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Sinn Féin MEP Lynn Boylan speaks out on human rights abuses in Egypt

26 January, 2016 - by Lynn Boylan MEP


Sinn Féin MEP Lynn Boylan speaking yesterday on the 5th anniversary of the Egyptian uprising called on the European Union not to remain silent on the state repression being witnessed there.

Ms Boylan said;

‘Five years ago our TV screens were filled with hundreds of thousands of protestors across Egypt marching with hopes for a democratic future for their country which included free and fair elections, the rule of law and freedom of assembly, expression and association.

What the Egyptian people are now facing however under Al-Sisi’s regime is an ever-worsening situation of state repression which has clamped down on these aspirations. The degree of suppression has been described by some as the worst the country has ever seen.

Journalists with differing opinions to the military regime are gagged with either actual imprisonment or the threat of such. Egypt now has the highest rate of jailed journalists per capita anywhere in the world.’

Ms Boylan continued:

‘Human rights NGOs are also a ‘target’ for the regime. With arbitrary arrests, intimidation, prolonged detentions and harsh sentences for human rights activists and political protestors, Egypt’s regime is seemingly aiming for the eradication of any independent civil society.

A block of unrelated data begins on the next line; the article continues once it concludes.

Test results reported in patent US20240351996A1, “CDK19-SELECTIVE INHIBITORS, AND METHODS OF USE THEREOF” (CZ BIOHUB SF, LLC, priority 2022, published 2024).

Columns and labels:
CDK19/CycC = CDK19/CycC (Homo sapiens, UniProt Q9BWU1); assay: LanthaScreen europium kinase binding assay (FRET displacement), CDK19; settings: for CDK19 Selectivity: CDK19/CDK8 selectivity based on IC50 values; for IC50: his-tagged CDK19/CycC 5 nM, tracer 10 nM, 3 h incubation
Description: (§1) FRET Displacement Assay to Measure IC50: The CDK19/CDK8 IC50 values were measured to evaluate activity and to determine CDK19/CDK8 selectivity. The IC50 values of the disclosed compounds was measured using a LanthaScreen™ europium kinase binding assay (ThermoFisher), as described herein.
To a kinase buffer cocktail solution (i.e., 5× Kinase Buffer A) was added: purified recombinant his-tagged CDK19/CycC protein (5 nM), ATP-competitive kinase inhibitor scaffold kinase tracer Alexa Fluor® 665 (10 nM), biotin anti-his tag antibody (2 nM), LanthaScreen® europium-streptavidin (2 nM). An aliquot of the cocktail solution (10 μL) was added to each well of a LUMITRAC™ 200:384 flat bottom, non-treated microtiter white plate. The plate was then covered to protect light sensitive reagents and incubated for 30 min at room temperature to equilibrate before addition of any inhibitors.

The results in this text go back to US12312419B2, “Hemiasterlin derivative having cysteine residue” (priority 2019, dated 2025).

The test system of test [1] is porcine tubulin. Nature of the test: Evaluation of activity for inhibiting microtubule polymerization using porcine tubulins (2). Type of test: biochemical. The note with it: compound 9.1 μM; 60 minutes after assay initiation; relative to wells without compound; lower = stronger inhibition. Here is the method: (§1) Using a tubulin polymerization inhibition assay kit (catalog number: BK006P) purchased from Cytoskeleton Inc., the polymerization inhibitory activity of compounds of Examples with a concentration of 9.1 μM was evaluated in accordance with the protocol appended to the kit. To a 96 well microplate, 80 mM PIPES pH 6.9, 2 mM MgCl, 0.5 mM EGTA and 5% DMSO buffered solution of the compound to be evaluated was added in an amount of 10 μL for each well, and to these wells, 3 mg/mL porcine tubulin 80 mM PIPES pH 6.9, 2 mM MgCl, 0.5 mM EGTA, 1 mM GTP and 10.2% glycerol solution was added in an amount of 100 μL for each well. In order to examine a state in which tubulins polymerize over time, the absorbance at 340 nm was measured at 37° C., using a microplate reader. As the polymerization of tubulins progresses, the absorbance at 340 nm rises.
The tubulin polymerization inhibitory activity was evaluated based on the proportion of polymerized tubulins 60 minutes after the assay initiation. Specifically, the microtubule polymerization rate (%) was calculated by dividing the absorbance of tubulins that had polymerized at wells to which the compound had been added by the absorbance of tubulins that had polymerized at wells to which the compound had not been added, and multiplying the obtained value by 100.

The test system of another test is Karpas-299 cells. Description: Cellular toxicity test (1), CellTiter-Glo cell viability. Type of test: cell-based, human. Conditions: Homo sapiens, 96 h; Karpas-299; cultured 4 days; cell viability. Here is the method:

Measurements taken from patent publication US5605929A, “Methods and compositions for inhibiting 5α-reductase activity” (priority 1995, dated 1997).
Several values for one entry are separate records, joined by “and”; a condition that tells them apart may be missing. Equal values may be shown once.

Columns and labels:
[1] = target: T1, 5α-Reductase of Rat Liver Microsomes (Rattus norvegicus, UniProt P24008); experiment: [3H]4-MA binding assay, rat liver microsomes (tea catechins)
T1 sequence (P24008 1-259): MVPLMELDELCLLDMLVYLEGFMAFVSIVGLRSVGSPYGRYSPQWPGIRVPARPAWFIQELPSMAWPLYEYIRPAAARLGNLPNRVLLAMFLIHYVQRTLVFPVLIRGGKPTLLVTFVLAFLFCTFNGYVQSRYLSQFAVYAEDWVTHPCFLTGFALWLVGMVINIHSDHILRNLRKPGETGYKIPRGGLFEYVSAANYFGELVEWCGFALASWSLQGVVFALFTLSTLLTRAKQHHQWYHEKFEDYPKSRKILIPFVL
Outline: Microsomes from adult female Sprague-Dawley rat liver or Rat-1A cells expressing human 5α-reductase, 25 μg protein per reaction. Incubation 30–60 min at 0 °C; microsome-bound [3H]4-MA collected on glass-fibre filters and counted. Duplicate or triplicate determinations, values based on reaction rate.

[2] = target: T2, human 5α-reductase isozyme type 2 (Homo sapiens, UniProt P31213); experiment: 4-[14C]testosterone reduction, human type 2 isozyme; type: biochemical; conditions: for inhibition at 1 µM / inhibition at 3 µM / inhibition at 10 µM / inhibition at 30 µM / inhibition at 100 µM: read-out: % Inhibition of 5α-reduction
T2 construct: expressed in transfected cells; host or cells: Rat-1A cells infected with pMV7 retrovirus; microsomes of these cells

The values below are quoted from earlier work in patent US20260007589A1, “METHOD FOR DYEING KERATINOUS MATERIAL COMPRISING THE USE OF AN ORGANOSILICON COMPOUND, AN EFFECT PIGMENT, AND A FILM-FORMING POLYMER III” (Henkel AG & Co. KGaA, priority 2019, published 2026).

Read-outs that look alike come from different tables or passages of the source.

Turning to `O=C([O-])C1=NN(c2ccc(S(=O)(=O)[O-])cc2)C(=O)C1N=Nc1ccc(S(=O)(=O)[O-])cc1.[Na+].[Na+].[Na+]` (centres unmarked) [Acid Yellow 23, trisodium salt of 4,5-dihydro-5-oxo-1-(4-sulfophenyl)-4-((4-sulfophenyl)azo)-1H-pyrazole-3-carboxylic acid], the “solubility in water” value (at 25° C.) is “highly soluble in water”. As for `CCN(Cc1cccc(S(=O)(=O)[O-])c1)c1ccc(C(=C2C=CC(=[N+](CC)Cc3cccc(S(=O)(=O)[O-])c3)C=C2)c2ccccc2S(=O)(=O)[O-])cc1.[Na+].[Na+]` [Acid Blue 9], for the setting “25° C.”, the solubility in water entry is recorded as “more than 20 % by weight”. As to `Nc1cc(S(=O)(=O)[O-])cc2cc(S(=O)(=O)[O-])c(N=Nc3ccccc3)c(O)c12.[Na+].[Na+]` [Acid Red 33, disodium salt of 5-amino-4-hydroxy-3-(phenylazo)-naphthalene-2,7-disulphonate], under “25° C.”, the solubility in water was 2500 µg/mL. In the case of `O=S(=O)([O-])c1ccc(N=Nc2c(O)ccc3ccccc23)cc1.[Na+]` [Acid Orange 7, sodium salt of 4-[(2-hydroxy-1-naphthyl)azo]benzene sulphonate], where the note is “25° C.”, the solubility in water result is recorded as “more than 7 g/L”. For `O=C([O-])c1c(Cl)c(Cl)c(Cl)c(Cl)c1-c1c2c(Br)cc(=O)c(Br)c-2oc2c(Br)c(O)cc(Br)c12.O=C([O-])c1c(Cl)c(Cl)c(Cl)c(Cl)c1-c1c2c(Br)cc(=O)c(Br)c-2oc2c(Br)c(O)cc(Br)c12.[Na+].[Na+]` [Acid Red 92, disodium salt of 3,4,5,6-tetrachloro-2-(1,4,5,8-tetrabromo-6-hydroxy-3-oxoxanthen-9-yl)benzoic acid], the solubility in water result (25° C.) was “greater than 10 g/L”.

‘Over 40,000 political prisoners remain behind bars, including an Irish citizen and Amnesty prisoner of conscience. Peaceful Sinn Féin MEP Lynn Boylan speaking yesterday on the 5th anniversary of the Egyptian uprising called on the European Union not to remain silent on the state repression being witnessed there. such as Ibrahim Halawa are subjected to mass trials without due process, a situation which the UN has described as a ‘mockery of justice’.

‘Along with many other abuses of individual freedoms and human rights, these issues pose a serious concern for Egyptians under Al-Sisi. The EU must make sure its engagement with external countries does not go against its professed values for human rights which are also explicitly set out as pre-requisites for preferential trade deals.

The EU cannot tolerate such flagrant human rights abuses under a clearly authoritarian regime and must make stronger representations to Egypt to; release all political prisoners, amend the Protest Law and end the harassment of civil society and human rights organisations. '

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